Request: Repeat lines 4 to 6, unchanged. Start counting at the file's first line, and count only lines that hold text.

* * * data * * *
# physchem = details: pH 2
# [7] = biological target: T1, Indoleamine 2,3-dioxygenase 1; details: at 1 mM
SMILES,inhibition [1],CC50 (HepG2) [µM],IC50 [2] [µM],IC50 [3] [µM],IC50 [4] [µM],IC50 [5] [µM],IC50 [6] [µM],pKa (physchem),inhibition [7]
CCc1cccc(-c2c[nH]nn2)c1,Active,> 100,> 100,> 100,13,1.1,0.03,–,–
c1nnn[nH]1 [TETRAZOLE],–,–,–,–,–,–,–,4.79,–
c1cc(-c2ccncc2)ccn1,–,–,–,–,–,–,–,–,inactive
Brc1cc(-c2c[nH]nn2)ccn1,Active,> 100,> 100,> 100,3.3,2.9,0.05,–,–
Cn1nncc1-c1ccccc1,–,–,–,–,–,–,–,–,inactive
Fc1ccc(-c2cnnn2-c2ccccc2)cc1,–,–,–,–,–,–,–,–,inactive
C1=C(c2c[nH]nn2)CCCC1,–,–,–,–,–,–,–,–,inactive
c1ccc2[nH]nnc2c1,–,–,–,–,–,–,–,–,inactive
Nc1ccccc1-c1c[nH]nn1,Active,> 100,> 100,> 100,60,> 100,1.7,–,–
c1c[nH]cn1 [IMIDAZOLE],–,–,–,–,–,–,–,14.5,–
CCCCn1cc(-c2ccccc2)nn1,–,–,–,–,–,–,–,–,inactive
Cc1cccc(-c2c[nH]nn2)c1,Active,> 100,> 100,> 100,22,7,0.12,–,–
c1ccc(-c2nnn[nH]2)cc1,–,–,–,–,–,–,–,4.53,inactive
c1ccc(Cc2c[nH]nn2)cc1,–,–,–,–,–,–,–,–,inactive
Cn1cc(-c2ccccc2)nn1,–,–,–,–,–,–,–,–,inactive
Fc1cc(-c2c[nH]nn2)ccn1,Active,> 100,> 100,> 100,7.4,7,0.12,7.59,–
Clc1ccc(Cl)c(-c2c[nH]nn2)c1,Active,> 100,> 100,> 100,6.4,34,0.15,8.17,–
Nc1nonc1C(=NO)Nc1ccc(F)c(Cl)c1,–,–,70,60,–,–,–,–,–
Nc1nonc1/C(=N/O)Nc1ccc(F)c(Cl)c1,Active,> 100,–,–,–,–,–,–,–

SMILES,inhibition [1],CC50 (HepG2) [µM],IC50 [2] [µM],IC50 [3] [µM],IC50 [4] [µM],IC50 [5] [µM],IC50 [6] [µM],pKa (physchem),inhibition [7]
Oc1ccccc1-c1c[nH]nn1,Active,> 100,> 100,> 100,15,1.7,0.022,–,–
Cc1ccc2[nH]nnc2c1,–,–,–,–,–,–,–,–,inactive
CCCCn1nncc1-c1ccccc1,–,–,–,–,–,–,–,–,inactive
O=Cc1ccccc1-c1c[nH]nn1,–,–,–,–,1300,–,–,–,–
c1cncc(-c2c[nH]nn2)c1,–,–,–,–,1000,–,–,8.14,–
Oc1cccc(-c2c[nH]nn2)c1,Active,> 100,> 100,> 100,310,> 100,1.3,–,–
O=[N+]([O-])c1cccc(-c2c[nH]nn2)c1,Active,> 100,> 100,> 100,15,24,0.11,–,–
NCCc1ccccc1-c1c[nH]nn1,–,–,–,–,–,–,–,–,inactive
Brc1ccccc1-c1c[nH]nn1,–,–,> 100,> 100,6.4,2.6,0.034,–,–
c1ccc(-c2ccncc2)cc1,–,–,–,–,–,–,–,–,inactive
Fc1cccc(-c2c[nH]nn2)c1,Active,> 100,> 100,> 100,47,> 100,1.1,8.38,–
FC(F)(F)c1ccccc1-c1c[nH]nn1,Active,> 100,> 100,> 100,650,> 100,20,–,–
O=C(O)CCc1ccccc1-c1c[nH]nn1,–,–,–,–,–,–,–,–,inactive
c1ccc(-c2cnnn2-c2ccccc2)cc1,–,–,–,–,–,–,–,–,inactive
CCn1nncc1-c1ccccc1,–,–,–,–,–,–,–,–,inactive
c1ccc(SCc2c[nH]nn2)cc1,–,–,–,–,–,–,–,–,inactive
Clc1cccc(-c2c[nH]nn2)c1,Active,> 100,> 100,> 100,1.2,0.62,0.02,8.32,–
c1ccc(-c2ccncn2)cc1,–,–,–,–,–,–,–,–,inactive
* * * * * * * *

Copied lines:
CCc1cccc(-c2c[nH]nn2)c1,Active,> 100,> 100,> 100,13,1.1,0.03,–,–
c1nnn[nH]1 [TETRAZOLE],–,–,–,–,–,–,–,4.79,–
c1cc(-c2ccncc2)ccn1,–,–,–,–,–,–,–,–,inactive